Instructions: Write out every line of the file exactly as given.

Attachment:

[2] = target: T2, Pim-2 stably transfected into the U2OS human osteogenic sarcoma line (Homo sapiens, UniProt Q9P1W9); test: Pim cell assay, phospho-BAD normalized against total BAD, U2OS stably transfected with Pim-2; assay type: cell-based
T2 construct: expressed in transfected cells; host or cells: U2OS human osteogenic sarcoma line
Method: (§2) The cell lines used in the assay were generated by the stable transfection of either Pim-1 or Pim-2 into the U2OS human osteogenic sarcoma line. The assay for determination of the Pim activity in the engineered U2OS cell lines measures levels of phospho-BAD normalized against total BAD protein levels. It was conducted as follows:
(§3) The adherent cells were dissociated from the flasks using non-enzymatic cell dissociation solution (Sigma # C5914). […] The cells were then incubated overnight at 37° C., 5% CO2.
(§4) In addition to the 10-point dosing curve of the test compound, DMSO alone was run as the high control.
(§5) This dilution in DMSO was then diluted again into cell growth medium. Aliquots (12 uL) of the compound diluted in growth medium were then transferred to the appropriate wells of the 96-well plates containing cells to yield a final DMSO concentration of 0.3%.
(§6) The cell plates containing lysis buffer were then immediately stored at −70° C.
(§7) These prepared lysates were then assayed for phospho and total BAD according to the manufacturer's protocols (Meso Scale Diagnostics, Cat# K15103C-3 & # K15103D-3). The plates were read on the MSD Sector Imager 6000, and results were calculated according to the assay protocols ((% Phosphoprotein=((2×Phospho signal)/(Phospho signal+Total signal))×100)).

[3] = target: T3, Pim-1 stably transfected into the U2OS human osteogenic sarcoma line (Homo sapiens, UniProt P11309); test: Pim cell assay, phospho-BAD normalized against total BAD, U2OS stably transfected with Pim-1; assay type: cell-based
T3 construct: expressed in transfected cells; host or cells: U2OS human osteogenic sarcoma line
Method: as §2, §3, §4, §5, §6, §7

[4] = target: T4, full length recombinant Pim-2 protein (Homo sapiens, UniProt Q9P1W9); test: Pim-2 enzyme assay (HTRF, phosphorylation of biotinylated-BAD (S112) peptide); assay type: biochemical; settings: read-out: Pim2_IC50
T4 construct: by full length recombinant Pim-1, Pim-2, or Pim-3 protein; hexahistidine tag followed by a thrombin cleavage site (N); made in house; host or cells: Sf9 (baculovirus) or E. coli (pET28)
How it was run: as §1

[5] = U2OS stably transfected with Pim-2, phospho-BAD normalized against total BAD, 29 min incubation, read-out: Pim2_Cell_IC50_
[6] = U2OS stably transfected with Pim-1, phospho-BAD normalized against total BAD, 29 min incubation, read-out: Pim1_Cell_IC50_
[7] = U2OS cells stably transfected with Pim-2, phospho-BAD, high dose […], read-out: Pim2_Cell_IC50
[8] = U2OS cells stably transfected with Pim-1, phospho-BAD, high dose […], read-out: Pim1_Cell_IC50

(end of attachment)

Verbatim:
[2] = target: T2, Pim-2 stably transfected into the U2OS human osteogenic sarcoma line (Homo sapiens, UniProt Q9P1W9); test: Pim cell assay, phospho-BAD normalized against total BAD, U2OS stably transfected with Pim-2; assay type: cell-based
T2 construct: expressed in transfected cells; host or cells: U2OS human osteogenic sarcoma line
Method: (§2) The cell lines used in the assay were generated by the stable transfection of either Pim-1 or Pim-2 into the U2OS human osteogenic sarcoma line. The assay for determination of the Pim activity in the engineered U2OS cell lines measures levels of phospho-BAD normalized against total BAD protein levels. It was conducted as follows:
(§3) The adherent cells were dissociated from the flasks using non-enzymatic cell dissociation solution (Sigma # C5914). […] The cells were then incubated overnight at 37° C., 5% CO2.
(§4) In addition to the 10-point dosing curve of the test compound, DMSO alone was run as the high control.
(§5) This dilution in DMSO was then diluted again into cell growth medium. Aliquots (12 uL) of the compound diluted in growth medium were then transferred to the appropriate wells of the 96-well plates containing cells to yield a final DMSO concentration of 0.3%.
(§6) The cell plates containing lysis buffer were then immediately stored at −70° C.
(§7) These prepared lysates were then assayed for phospho and total BAD according to the manufacturer's protocols (Meso Scale Diagnostics, Cat# K15103C-3 & # K15103D-3). The plates were read on the MSD Sector Imager 6000, and results were calculated according to the assay protocols ((% Phosphoprotein=((2×Phospho signal)/(Phospho signal+Total signal))×100)).

[3] = target: T3, Pim-1 stably transfected into the U2OS human osteogenic sarcoma line (Homo sapiens, UniProt P11309); test: Pim cell assay, phospho-BAD normalized against total BAD, U2OS stably transfected with Pim-1; assay type: cell-based
T3 construct: expressed in transfected cells; host or cells: U2OS human osteogenic sarcoma line
Method: as §2, §3, §4, §5, §6, §7

[4] = target: T4, full length recombinant Pim-2 protein (Homo sapiens, UniProt Q9P1W9); test: Pim-2 enzyme assay (HTRF, phosphorylation of biotinylated-BAD (S112) peptide); assay type: biochemical; settings: read-out: Pim2_IC50
T4 construct: by full length recombinant Pim-1, Pim-2, or Pim-3 protein; hexahistidine tag followed by a thrombin cleavage site (N); made in house; host or cells: Sf9 (baculovirus) or E. coli (pET28)
How it was run: as §1

[5] = U2OS stably transfected with Pim-2, phospho-BAD normalized against total BAD, 29 min incubation, read-out: Pim2_Cell_IC50_
[6] = U2OS stably transfected with Pim-1, phospho-BAD normalized against total BAD, 29 min incubation, read-out: Pim1_Cell_IC50_
[7] = U2OS cells stably transfected with Pim-2, phospho-BAD, high dose […], read-out: Pim2_Cell_IC50
[8] = U2OS cells stably transfected with Pim-1, phospho-BAD, high dose […], read-out: Pim1_Cell_IC50